And, it's best to place the details in the answer even if it does duplicate, because comments often get rolled up so some are not displayed - potentially hiding the information from unwary readers.

Sometimes I know that the comment contains useful information, but I don't understand it well enough to write about it myself.

This is a tricky one, and is a very good reason to not update your own post. Afraid I don't really have an answer here, possibly ask the person posting the comment to explain, edit or write a seperate answer and hope they do?

Why don't people want to edit answers posted by others?

I recommend reading The Great Edit Wars blog post and What is the etiquette for modifying posts?

From these the mains points for good editing practice are given as:

  • Fix grammatical or spelling errors.
  • Clarify meaning without changing it.
  • Correct minor mistakes.
  • Add related resources or links.
  • Always respect the original author.

Adding any extra information to a post (a question or answer) will in most cases change it's meaning and so is frowned upon.

When a user with edit powers is posting a comment to an answer, is a message displayed to remind about possibility to edit the answer?

No.

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I re-read The Great Edit Wars and What is the etiquette for modifying posts? and it seems that until now I didn't really know what the purpose of editing was. I thought it worked like Wikipedia editing, e.g. somebody posted an answer describing 2 ways of solving some problem, but I know 2 more, so I edit this answer and add them; then, a year later, version X.Y of the product is released and it allows to use yet another solution, so 3rd user edits the same answer and writes In version X.Y you can also do ... and so on. –  Marek Grzenkowicz Nov 4 '10 at 21:05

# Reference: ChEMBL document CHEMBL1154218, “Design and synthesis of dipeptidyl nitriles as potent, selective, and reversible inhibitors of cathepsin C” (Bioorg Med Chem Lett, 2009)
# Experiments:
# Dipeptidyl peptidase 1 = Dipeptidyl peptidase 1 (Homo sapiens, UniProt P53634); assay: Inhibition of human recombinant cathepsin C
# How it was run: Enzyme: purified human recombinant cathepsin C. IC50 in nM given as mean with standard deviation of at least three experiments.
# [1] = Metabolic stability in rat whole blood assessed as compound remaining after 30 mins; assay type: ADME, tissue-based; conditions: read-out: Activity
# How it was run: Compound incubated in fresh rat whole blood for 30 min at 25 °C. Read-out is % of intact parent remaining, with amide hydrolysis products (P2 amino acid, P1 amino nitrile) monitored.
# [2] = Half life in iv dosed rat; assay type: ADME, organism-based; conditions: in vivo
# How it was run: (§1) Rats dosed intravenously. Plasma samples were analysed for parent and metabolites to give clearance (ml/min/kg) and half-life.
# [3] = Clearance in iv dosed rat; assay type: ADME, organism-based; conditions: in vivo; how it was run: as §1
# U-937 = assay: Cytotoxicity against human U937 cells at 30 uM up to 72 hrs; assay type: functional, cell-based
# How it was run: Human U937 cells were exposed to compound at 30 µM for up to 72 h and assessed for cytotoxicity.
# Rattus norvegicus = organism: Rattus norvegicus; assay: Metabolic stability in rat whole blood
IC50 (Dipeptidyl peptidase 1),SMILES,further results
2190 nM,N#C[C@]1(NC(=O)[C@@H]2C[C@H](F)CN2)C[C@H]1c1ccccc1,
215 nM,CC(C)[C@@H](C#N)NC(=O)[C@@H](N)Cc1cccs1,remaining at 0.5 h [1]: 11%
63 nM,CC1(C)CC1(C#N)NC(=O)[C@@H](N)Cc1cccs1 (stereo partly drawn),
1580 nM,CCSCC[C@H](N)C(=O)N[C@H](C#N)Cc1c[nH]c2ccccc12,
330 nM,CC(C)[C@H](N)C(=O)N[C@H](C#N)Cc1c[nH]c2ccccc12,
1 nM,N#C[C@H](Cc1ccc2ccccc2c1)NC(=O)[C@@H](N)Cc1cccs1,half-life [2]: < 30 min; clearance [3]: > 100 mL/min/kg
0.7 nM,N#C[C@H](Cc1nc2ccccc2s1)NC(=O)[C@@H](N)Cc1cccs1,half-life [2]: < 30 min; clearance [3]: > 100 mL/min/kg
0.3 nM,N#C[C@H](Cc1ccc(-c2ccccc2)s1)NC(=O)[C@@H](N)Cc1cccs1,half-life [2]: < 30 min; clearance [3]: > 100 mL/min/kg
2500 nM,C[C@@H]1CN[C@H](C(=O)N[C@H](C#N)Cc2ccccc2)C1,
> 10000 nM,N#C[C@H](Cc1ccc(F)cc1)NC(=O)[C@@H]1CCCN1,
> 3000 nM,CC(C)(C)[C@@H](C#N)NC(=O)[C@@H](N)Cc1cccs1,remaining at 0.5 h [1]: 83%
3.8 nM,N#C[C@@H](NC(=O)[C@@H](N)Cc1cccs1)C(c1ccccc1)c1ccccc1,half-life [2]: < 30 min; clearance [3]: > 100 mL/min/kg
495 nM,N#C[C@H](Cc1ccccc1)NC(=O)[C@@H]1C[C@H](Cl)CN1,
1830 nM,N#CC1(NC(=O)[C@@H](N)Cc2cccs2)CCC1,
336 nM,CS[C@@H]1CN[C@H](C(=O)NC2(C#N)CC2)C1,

Suggestion: Make the edit link under the question bold, possibly colored...only for the OP, so it draws their attention to the edit button. It could be done without overkill, just enough to draw the poster's eye, hopefully more than the Add Another Answer button does...something like this:

Edit Link

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I don't always want to edit questions because (1) sometimes, the chronology is important, and comments are often more tentative in nature ("I believe your answer is incorrect because of [X]. Can you verify or disprove that?"), which doesn't belong in an answer, and (2) the site punishes me for it. Editing answers leads to them becoming CW'ed. And CW'ed questions do not earn rep.

The site is designed to discourage me from improving answers.

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Comments and answers are both important; the second point you have sounds ranty. –  simchona Jan 13 '12 at 22:40
    
It is ranty. But is it an invalid point? Jeff Atwood used to talk at length about how the site, with its rep and badges and built-in rules tries to encourage good behavior, and discourage bad behavior. Now the site has morphed into something that discourages improving answers. But what gives you the idea that comments are important? Ask a moderator, and you'll get quite a different message –  jalf Jan 13 '12 at 23:16